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Keep calm and quit smoking

keep-calm-and-quit-smoking-219

 

In the run up to what can be the most stressful time of the year at Christmas, Fresh is encouraging smokers to quit to help stay calmer – with smoking increasing the risk of anxiety and depression and draining family finances.

 

Fresh and the region's two mental health trusts are highlighting research showing smokers have a 70% increased risk of anxiety and depression compared with non-smokers, despite the common myth that lighting up is a stress reliever.

 

The research by world leading smoking cessation expert Professor Robert West of UCL (University College London), found that 18.3% of smokers reported suffering depression and anxiety compared to 10% of non-smokers and 11.3% of ex-smokers. It supports another review in the British Medical Journal in 2014 which found quitting smoking has an  equal or stronger effect on treating mood and anxiety than antidepressants.

 

Money worries are often a source of stress. Of the 302,000 households in the North East that include an adult smoker, 102,000 are below the poverty line.

 

A 18 a day budget brand smoker buying in bulk could be spending around £45.60 a week, £197 a month, and £2371 a year on cigarettes.

 

Ailsa Rutter, Director of Fresh, said: "Smokers will often feel stressed and tense if they haven't had a cigarette in a while. This anxiety is created by the brain craving more nicotine. People can feel irritable between cigarettes and smoking allows them to feel normal again.

 

"Their next cigarette relieves these symptoms, but only temporarily. This is an up down pattern which is common among many smokers, but quitting breaks this vicious cycle. Not shelling out for cigarettes also helps keep more money in your pocket, avoiding a major source of worry about how the bills are going to be paid."

 

Of the 10 million smokers in the UK today, almost one in three reports mental health issues. The prevalence of smoking among people with mental health issues has barely changed in the past 20 years.

 

Although less than one in five of the general population smokes, the figure among people with mental health disorders is 40%, and is even higher in those with more severe mental disorders.

 

It is not clear whether smoking is the cause or effect. However, some researchers believe that smoking could act as a trigger for mental ill-health. There is also some evidence which suggests that smoking may play a role in the onset of mental health conditions.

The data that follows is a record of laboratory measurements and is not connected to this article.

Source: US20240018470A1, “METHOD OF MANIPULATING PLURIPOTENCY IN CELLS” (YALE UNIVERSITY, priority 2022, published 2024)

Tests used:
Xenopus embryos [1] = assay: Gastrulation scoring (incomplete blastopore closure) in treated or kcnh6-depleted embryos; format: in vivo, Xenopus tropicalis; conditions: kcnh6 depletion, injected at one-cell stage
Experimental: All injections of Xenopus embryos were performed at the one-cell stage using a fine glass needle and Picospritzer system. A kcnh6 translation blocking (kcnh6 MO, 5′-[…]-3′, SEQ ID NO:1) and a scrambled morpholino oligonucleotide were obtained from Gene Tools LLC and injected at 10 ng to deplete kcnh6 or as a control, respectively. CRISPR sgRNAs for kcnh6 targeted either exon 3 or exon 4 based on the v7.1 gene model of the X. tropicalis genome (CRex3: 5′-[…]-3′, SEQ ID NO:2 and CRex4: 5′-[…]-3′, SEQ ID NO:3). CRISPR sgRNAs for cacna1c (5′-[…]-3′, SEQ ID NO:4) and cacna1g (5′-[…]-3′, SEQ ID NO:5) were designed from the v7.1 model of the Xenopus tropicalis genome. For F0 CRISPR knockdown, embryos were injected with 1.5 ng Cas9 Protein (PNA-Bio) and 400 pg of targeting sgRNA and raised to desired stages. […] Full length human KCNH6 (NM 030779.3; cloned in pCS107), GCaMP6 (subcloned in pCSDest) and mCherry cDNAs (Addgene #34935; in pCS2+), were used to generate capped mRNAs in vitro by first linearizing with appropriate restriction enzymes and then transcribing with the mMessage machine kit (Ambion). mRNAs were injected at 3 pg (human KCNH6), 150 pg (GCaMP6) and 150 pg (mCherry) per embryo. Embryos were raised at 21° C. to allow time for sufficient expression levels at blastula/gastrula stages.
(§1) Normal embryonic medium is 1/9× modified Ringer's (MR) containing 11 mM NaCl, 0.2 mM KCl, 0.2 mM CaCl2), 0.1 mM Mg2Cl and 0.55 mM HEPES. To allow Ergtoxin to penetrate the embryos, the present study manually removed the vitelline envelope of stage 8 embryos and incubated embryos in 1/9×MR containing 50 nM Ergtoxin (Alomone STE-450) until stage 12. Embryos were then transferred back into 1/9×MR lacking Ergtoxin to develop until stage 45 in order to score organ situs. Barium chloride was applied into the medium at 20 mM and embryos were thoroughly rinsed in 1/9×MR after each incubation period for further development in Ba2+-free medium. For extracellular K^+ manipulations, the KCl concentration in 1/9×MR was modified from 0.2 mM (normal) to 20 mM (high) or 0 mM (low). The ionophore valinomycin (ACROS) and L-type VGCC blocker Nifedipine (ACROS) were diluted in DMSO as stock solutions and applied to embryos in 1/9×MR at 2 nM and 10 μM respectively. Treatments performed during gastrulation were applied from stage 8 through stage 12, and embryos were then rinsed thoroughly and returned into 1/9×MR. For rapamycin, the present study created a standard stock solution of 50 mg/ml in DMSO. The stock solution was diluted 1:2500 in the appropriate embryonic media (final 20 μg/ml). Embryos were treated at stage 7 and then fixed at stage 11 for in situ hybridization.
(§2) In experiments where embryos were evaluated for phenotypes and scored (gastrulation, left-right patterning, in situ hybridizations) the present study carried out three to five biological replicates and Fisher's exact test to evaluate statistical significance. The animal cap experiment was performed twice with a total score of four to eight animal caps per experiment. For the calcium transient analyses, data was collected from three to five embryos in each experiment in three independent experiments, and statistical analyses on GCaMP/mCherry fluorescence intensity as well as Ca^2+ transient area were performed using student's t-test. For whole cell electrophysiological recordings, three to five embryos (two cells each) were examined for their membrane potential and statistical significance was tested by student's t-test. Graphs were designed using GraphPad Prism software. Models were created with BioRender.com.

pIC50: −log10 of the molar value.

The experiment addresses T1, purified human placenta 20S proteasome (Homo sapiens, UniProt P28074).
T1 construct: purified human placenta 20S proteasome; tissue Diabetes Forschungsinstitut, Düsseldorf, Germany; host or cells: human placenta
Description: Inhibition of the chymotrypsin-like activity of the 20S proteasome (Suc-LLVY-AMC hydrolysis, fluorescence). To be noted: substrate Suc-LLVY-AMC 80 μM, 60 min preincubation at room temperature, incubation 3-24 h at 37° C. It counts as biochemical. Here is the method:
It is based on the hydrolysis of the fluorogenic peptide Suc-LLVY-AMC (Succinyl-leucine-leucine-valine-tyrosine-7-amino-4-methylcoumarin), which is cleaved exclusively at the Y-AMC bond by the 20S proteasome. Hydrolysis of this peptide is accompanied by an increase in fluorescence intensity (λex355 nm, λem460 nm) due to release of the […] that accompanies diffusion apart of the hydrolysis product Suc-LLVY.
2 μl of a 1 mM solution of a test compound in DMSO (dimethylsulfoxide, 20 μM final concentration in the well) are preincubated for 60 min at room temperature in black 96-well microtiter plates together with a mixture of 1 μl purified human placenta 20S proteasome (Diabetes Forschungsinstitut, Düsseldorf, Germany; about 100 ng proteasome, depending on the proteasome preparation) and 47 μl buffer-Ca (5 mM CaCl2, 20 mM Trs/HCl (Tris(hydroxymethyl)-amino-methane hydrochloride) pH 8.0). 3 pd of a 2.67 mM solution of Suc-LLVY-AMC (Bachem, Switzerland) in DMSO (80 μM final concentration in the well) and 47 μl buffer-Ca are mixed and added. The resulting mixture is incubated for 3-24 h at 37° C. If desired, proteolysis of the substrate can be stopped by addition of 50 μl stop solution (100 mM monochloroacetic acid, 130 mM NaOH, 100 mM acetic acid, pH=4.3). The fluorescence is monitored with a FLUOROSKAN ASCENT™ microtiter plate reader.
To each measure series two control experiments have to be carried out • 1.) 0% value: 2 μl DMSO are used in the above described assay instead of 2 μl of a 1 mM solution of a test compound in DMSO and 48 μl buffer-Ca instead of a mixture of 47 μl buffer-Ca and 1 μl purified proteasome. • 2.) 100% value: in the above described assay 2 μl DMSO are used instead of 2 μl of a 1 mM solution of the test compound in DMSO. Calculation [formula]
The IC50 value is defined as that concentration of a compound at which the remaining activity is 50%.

As a result of high smoking rates, people with a mental health condition also have higher death rates compared to the general population.

 

Tobacco can also make some medication for people with mental health problems less effective, resulting in increased dosages and more side effects.

 

Dr Damian Robinson, Group Medical Director (Inpatient Care Services) for Northumberland Tyne & Wear Foundation Trust, said: "It is clear that quitting smoking can bring real benefits to people with everyday stress and anxiety. It will surprise many people who smoke that quitting can improve mood and reduce anxiety in the same way as abut anti-depressants and I'd urge anyone who thinks that they smoke to relieve stress to give it a go.

 

Dr Angus Bell, Senior Clinical Director of Adult Services, Tees, Esk and Wear Valley Foundation NHS Trust, said: "In fact, because smoking also causes heart disease and cancer, quitting is the single most important thing people with any type of mental health problem can do to improve their physical and mental health."

 

Professor Robert West, Professor of Health Psychology at UCL and lead researcher, said: "Our study found that long-term ex-smokers have similar prevalence of anxiety and depression to non-smokers and considerably lower levels than smokers. Quitting smoking could be the key to improving not only your physical health, but your mental health too."

 

If you want to stop smoking, talk to your pharmacy, ask at your GP surgery, or call your local Stop Smoking Service:

Gateshead

0800 531 6317

South Tyneside

0191 424 7300

Sunderland

Freephone 0800 531 6317

Northumberland NHS Stop Smoking Service

01670 813 135

North Tyneside NHS Stop Smoking Service

0345 2000 101

Newcastle NHS Stop Smoking Service

0191 269 1103

County Durham NHS Stop Smoking Service

0800 011 3405

Tees NHS Stop Smoking Service (Middlesbrough, Redcar and Cleveland, Stockton and Hartlepool)

01642 383 819

Darlington

0300 123 1044 (national quitline only)

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